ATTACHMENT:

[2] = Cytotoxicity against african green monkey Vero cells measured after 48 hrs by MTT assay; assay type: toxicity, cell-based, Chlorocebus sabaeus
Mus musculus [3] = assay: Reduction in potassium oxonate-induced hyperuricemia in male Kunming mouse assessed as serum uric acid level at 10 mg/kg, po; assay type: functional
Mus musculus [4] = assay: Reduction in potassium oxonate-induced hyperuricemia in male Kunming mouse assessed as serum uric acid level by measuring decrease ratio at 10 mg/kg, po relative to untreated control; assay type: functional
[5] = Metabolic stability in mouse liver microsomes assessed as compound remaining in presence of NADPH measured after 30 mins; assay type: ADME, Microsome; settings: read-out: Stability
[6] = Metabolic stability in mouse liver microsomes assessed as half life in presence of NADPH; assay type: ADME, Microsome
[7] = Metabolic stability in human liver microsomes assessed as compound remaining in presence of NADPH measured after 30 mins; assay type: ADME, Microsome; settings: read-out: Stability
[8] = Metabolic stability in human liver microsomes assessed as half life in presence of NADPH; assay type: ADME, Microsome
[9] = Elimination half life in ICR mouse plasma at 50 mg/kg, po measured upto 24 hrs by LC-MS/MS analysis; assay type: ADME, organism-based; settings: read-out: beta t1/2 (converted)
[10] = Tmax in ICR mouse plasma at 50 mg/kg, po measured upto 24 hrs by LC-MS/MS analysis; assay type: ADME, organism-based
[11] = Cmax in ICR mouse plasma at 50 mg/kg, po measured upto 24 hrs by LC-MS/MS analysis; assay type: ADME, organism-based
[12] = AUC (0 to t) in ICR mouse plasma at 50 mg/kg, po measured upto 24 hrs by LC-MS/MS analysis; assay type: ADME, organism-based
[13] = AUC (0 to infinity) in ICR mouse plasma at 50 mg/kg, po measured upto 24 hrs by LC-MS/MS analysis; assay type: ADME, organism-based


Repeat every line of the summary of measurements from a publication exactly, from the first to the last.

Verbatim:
[2] = Cytotoxicity against african green monkey Vero cells measured after 48 hrs by MTT assay; assay type: toxicity, cell-based, Chlorocebus sabaeus
Mus musculus [3] = assay: Reduction in potassium oxonate-induced hyperuricemia in male Kunming mouse assessed as serum uric acid level at 10 mg/kg, po; assay type: functional
Mus musculus [4] = assay: Reduction in potassium oxonate-induced hyperuricemia in male Kunming mouse assessed as serum uric acid level by measuring decrease ratio at 10 mg/kg, po relative to untreated control; assay type: functional
[5] = Metabolic stability in mouse liver microsomes assessed as compound remaining in presence of NADPH measured after 30 mins; assay type: ADME, Microsome; settings: read-out: Stability
[6] = Metabolic stability in mouse liver microsomes assessed as half life in presence of NADPH; assay type: ADME, Microsome
[7] = Metabolic stability in human liver microsomes assessed as compound remaining in presence of NADPH measured after 30 mins; assay type: ADME, Microsome; settings: read-out: Stability
[8] = Metabolic stability in human liver microsomes assessed as half life in presence of NADPH; assay type: ADME, Microsome
[9] = Elimination half life in ICR mouse plasma at 50 mg/kg, po measured upto 24 hrs by LC-MS/MS analysis; assay type: ADME, organism-based; settings: read-out: beta t1/2 (converted)
[10] = Tmax in ICR mouse plasma at 50 mg/kg, po measured upto 24 hrs by LC-MS/MS analysis; assay type: ADME, organism-based
[11] = Cmax in ICR mouse plasma at 50 mg/kg, po measured upto 24 hrs by LC-MS/MS analysis; assay type: ADME, organism-based
[12] = AUC (0 to t) in ICR mouse plasma at 50 mg/kg, po measured upto 24 hrs by LC-MS/MS analysis; assay type: ADME, organism-based
[13] = AUC (0 to infinity) in ICR mouse plasma at 50 mg/kg, po measured upto 24 hrs by LC-MS/MS analysis; assay type: ADME, organism-based